Sermon Illustrations on Price


Pearls of Great Price

Pearls were of much greater value in Jesus’ time than they are today. Queen Cleopatra is reputed to have had two pearls which together were worth around 15 million denarii. A denari was roughly a day’s wage for an unskilled labourer, so based on the current minimum wage in Australia, that comes out as maybe AU$2.25 billion (US$1.5 billion) for those two pearls. Even if my maths isn’t quite right, pearls were incredibly valuable in the ancient world.

Jacob Traeger

The Price of the American Dream

USA Today published a report in 2014 that put a price tag on the American Dream: $130,000 a year, which includes a nice six-figure salary, luxury vacations, college savings, and retirement.

Kristen Welch, Raising Grateful Kids in an Entitled World: How One Family Learned That Saying No Can Lead to Life’s Biggest Yes, Tyndale House Publishers.)

The Moussaieff Red Diamond

The stone had been formed in the depths of the earth centuries before it was found, transformed from worthless carbon by unimaginable temperatures and pressures. It had been driven to the surface of the earth by tectonic forces and had made its way down various tributary streams until it came to rest at the edge of the Abaetezinho River in Brazil. No one could know how long it was there, unrecognizable, covered with mud and sand. It looked like any ordinary stone, but it was precious beyond words.

In 1990, a Brazilian farmer needed some water for his fields and stooped down to get it. The stone somehow caught his eye, and he scooped it up, dripping and dirty. There’s no way the farmer could have known that he had just discovered the largest red diamond in history—13.9 carats in its rough form. All diamonds are rare, but red diamonds are the rarest of them all. That red diamond would eventually be cut into a triangular shape weighing 5.11 carats. It is now known as the Moussaieff Red Diamond, after the collector who purchased it in 2001. Its sale price was undisclosed, but estimates put its value as high as $8 million. This amazing red diamond is exceedingly precious.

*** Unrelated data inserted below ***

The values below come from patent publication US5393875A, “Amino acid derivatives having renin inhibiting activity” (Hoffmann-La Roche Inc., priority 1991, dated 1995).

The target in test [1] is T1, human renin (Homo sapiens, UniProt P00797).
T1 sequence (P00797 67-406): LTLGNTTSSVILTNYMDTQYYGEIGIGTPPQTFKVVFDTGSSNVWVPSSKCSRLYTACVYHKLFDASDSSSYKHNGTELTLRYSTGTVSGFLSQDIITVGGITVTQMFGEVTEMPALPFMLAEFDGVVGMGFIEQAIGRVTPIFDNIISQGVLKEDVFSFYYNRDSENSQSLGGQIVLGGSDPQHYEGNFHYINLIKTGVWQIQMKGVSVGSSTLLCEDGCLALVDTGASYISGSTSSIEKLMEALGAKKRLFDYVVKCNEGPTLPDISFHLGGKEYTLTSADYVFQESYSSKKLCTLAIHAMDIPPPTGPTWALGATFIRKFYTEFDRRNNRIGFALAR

Andrew M Davis, The Power of Christian Contentment, Baker Publishing Group, 2019, p.12.


Lowering His Price Based on Appearances

Honoré de Balzac would eventually become a celebrated writer in post-Napoleanic France. He was renowned for his complex characters and realistic writing style. But like many young and aspiring writers, he lived a rather bohemian and frugal lifestyle. Nevertheless, when word got out in Paris that he was a writer of significant promise, a Parisian bookseller decided to offer him 3,000 francs for his next novel.

Upon arriving at Balzac’s address, clearly in a rough part of town, he decided to drop his price to 2,000 francs. Once entering the house, he again dropped his price to 1,500 francs. When he finally entered Balzac’s cramped attic apartment, the price dropped again to 300 francs. This was ultimately how the manuscript for The Last Fay, a genre-breaking book would be published, a book that would help catapult his career.

Stuart Strachan Jr.

Reason for my Rhyme

It is said that upon his (Edmund Spenser, 1552-1599) presenting some poems to the Queen (Elizabeth I) she ordered him a gratuity of one hundred pounds, but the Lord Treasurer Burleigh objecting to it, said with some scorn of the poet, of whose merit he was totally ignorant, ‘What, all this for a song?’ 

The Queen replied, ‘Then give him what is reason.’ Spenser for some time waited, but had the mortification to find himself disappointed of Her Majesty’s bounty. Upon this he took a proper opportunity to present a paper to Queen Elizabeth, in which he reminded her of the order she had given, in the following lines: 

I was promised on a time

To have reason for my rhime.

From that time, unto this season,

I received nor rhime, nor reason. 

The paper produced the intended effect, and the Queen, after sharply reproving the Treasurer, immediately directed the payment of the hundred pounds she had first ordered.